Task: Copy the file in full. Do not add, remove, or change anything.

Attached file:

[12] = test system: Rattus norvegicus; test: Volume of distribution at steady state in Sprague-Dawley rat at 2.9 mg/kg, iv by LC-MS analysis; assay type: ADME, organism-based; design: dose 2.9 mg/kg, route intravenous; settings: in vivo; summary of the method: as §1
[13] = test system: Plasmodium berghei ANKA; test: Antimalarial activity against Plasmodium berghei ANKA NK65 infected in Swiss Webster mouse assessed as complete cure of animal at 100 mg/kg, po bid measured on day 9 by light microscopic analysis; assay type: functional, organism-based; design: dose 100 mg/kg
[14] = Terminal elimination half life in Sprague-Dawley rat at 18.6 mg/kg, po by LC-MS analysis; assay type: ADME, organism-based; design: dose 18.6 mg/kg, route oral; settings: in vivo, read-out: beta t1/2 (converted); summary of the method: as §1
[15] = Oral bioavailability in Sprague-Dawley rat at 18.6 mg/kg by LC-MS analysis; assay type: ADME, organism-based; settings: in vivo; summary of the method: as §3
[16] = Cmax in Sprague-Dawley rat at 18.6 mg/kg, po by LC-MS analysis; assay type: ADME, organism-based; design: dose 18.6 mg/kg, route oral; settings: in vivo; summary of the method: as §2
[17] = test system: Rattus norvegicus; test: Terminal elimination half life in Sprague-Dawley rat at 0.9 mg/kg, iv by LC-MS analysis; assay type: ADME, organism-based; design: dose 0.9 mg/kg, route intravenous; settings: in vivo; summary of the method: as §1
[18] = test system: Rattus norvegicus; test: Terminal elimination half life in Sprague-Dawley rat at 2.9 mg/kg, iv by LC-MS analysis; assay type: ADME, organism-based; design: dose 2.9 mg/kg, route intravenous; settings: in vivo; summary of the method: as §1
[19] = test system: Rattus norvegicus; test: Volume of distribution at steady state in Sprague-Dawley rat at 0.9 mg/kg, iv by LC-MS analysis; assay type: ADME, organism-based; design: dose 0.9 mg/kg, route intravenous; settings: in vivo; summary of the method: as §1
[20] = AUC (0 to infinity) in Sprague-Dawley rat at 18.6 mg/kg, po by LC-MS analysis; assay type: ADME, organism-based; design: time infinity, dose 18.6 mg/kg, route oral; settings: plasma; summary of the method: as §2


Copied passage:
[12] = test system: Rattus norvegicus; test: Volume of distribution at steady state in Sprague-Dawley rat at 2.9 mg/kg, iv by LC-MS analysis; assay type: ADME, organism-based; design: dose 2.9 mg/kg, route intravenous; settings: in vivo; summary of the method: as §1
[13] = test system: Plasmodium berghei ANKA; test: Antimalarial activity against Plasmodium berghei ANKA NK65 infected in Swiss Webster mouse assessed as complete cure of animal at 100 mg/kg, po bid measured on day 9 by light microscopic analysis; assay type: functional, organism-based; design: dose 100 mg/kg
[14] = Terminal elimination half life in Sprague-Dawley rat at 18.6 mg/kg, po by LC-MS analysis; assay type: ADME, organism-based; design: dose 18.6 mg/kg, route oral; settings: in vivo, read-out: beta t1/2 (converted); summary of the method: as §1
[15] = Oral bioavailability in Sprague-Dawley rat at 18.6 mg/kg by LC-MS analysis; assay type: ADME, organism-based; settings: in vivo; summary of the method: as §3
[16] = Cmax in Sprague-Dawley rat at 18.6 mg/kg, po by LC-MS analysis; assay type: ADME, organism-based; design: dose 18.6 mg/kg, route oral; settings: in vivo; summary of the method: as §2
[17] = test system: Rattus norvegicus; test: Terminal elimination half life in Sprague-Dawley rat at 0.9 mg/kg, iv by LC-MS analysis; assay type: ADME, organism-based; design: dose 0.9 mg/kg, route intravenous; settings: in vivo; summary of the method: as §1
[18] = test system: Rattus norvegicus; test: Terminal elimination half life in Sprague-Dawley rat at 2.9 mg/kg, iv by LC-MS analysis; assay type: ADME, organism-based; design: dose 2.9 mg/kg, route intravenous; settings: in vivo; summary of the method: as §1
[19] = test system: Rattus norvegicus; test: Volume of distribution at steady state in Sprague-Dawley rat at 0.9 mg/kg, iv by LC-MS analysis; assay type: ADME, organism-based; design: dose 0.9 mg/kg, route intravenous; settings: in vivo; summary of the method: as §1
[20] = AUC (0 to infinity) in Sprague-Dawley rat at 18.6 mg/kg, po by LC-MS analysis; assay type: ADME, organism-based; design: time infinity, dose 18.6 mg/kg, route oral; settings: plasma; summary of the method: as §2